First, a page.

he playing surface at 93-year-old Wrigley Field has been called everything from a garbage dump to a cow pasture over the years. In wake of pointed criticism by visiting personnel in recent days, not even their Cubs counterparts have much good to say about it.
The playing surface at 93-year-old Wrigley Field has been called everything from a garbage dump to a cow pasture over the years.
In wake of pointed criticism by visiting personnel in recent days, not even their Cubs counterparts have much good to say about it.
“It’s not comfortable,” Alfonso Soriano said of the outfield. “It’s not OK. It’s not OK. It’s not like a regular outfield, so it’s not comfortable. It has a lot of holes, you know what I mean? Every time they hit a ground ball, you have to be careful. A normal outfield is like a plane. This one has like little holes in it.
“I’m more worried about when the ball comes (to him), not about injuring my leg. I’m more worried about the ball maybe taking a tricky bounce.”
Last week, Cincinnati Reds outfielder Ken Griffey Jr. had his season come to an end with a mishap in right field that ended with a groin injury.
“The field isn’t up to par with the other ballparks,” Matt Murton said. “You just try to make plays the best you can and hope nothing bad happens out there.”
The field has ranked at or the near the bottom in annual polls for decades, but because of financial considerations, team management didn’t consider it to be a priority. The project to improve it would cost upward of $1.5 million.
General manager Jim Hendry said the issue would be revisited after the season.
Heavy rains and a Police concert made the conditions that much worse at the ancient ballpark in recent months.
“Since they had the concert, it has been a little rough out there,” manager Lou Piniella said. “It really has been, but there’s nothing you can do about it.”
Earlier in the series, the Pittsburgh Pirates became the latest team to sound off about the outdated conditions.
“The outfield is horrendous to play on -- the worst I’ve ever seen,” Pirates skipper Jim Tracy said. “It’s not a major league-caliber outfield. It’s really bad.”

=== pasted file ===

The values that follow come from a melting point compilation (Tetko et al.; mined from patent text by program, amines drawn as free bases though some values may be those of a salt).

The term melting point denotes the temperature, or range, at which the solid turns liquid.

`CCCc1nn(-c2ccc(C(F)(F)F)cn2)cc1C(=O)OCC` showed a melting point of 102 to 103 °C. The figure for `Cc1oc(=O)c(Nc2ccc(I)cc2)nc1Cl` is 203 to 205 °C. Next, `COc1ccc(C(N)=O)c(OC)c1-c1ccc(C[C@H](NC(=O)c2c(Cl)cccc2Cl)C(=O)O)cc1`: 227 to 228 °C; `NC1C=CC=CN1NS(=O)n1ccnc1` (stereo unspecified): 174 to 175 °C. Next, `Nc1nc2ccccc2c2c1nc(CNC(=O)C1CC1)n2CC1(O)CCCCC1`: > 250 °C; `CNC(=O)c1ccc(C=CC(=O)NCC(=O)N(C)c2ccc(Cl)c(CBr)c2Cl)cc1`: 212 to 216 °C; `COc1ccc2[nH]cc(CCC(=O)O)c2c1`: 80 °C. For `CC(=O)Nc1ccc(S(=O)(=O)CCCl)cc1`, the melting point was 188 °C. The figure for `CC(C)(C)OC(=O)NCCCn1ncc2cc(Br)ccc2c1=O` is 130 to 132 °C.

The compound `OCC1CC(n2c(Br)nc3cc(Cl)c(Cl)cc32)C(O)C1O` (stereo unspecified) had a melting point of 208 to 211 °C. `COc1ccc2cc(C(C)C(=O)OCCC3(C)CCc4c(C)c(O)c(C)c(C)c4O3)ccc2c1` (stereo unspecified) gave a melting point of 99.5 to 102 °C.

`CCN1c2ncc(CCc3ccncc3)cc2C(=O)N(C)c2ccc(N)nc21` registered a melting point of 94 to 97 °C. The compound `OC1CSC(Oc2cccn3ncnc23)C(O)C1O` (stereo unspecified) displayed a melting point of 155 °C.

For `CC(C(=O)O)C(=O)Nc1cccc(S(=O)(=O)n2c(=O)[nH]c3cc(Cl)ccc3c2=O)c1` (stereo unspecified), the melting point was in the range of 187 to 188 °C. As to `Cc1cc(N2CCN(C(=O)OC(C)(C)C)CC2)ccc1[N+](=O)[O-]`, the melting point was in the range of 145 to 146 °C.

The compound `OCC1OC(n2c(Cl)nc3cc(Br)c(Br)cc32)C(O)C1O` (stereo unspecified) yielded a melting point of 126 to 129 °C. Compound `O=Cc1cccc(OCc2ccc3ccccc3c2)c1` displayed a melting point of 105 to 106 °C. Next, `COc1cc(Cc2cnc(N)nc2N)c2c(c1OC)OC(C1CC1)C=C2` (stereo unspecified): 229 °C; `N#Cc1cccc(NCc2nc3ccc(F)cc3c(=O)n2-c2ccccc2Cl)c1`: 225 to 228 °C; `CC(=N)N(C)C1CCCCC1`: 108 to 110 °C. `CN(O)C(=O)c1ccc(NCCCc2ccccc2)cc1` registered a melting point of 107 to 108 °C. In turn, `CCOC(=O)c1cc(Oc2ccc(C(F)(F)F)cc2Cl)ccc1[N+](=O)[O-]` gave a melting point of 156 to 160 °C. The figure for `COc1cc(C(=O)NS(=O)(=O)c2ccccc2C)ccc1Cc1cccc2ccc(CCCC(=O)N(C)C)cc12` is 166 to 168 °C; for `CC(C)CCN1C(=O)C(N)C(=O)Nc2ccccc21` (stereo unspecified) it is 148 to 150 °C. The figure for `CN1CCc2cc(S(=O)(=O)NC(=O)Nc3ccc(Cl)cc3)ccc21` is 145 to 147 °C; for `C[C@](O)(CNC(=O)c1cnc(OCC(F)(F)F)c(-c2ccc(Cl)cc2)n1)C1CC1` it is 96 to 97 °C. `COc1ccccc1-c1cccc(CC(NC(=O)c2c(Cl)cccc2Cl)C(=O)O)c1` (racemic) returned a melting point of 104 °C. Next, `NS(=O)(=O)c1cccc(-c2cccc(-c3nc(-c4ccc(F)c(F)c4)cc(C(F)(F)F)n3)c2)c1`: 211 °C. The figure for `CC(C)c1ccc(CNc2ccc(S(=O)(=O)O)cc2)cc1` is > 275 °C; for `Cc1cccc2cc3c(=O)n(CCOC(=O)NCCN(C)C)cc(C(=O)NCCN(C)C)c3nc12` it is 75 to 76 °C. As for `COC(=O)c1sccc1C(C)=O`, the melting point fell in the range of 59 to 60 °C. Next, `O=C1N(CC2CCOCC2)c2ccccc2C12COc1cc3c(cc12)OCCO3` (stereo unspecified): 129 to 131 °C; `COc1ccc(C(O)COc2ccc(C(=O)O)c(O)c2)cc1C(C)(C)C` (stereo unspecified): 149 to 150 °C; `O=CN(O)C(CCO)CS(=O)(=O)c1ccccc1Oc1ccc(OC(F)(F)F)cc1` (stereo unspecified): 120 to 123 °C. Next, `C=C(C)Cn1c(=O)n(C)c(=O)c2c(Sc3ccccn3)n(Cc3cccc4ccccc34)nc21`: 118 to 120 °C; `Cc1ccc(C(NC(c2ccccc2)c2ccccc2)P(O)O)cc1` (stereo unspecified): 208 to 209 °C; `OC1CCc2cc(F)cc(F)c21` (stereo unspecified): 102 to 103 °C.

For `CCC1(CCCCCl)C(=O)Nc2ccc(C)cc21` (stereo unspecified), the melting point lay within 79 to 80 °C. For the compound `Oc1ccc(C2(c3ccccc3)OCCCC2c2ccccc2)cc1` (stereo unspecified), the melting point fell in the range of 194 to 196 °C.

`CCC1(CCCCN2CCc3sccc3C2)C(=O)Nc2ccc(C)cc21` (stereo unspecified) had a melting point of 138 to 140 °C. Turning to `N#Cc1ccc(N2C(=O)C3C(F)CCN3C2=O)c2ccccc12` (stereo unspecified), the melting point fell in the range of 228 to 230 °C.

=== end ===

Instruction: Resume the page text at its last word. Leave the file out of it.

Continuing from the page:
Said Nate McLouth, “It’s terrible. It’s rock hard, and it looks like a dozen cows have been grazing out there.”
The beaten Trach
Steve Trachsel pitched a simulated game in preparation for his scheduled start at Florida on Thursday afternoon.
Last week, Trachsel was skipped in the rotation in favor of Carlos Zambrano and Ted Lilly, each of whom pitched on three days’ rest.
Since Trachsel was acquired from Baltimore on Aug. 31, the veteran is 1-2 with a 7.62 ERA in three starts. Opponents have hit .377 against him.
Up to speed?
The hope was that Kerry Wood would regain some of the velocity that he lost in recent years.
Wood shed 48 pounds in the offseason and rarely has been clocked above 95 mph this season.
“I don’t know,” Piniella said of the prospects for improvement. “I’m hoping. I really am.
“As long as we keep him nice and rested, he has been throwing the ball better and better. It’s my job to space him out as much as we can and keep him rested.”
Scott Eyre showcased a Rawlings glove that was branded with the name “Stevie Ire,” which Piniella had mistakenly called him earlier this season.
“I thought it would be funny,” Eyre said. “I don’t think ‘Demp’ (Ryan Dempster) thought that I would do it, because I’ve had the other glove since 2003.”
Movin’ on up
Piniella earned his 1,600th career victory in the series opener and moved past Tommy Lasorda into 16th place on the all-time list for managerial wins.
“I’m not into that too much, but I know that I passed Lasorda,” Piniella said.
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